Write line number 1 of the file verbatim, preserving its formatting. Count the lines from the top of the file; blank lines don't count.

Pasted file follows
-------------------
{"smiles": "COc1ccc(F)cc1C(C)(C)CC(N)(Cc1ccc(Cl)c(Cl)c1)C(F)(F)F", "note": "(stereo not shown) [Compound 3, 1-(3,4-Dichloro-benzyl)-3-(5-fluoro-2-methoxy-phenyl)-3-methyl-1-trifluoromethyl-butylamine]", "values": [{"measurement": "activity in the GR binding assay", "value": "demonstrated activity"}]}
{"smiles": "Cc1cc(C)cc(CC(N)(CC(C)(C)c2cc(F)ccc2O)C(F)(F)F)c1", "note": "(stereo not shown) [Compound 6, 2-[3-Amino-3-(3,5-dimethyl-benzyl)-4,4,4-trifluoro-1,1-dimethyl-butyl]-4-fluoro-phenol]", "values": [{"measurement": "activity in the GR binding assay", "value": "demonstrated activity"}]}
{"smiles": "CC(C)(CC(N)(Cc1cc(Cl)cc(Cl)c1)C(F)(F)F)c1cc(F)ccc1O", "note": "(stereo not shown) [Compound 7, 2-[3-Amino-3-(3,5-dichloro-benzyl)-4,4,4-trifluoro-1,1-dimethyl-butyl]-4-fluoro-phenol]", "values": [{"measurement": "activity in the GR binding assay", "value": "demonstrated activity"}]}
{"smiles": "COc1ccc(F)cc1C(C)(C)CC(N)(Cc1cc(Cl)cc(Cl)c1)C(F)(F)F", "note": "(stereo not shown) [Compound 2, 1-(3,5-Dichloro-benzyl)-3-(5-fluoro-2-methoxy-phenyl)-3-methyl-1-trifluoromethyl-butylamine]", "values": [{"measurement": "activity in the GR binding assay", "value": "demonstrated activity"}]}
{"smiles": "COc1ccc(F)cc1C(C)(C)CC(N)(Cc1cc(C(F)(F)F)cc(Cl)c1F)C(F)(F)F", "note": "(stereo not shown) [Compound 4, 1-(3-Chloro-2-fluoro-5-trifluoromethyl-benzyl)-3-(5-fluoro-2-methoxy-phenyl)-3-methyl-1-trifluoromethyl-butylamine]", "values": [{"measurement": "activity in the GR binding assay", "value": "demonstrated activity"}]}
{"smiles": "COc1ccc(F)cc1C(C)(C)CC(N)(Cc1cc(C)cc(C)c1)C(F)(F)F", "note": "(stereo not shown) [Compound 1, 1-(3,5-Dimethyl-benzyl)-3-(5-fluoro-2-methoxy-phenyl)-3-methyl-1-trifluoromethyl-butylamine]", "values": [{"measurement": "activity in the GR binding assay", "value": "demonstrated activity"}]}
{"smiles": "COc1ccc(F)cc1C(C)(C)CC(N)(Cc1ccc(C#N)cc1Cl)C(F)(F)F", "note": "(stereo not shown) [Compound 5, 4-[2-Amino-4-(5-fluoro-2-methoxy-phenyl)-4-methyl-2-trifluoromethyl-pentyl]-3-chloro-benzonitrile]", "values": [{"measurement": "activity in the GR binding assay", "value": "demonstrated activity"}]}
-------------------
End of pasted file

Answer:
{"smiles": "COc1ccc(F)cc1C(C)(C)CC(N)(Cc1ccc(Cl)c(Cl)c1)C(F)(F)F", "note": "(stereo not shown) [Compound 3, 1-(3,4-Dichloro-benzyl)-3-(5-fluoro-2-methoxy-phenyl)-3-methyl-1-trifluoromethyl-butylamine]", "values": [{"measurement": "activity in the GR binding assay", "value": "demonstrated activity"}]}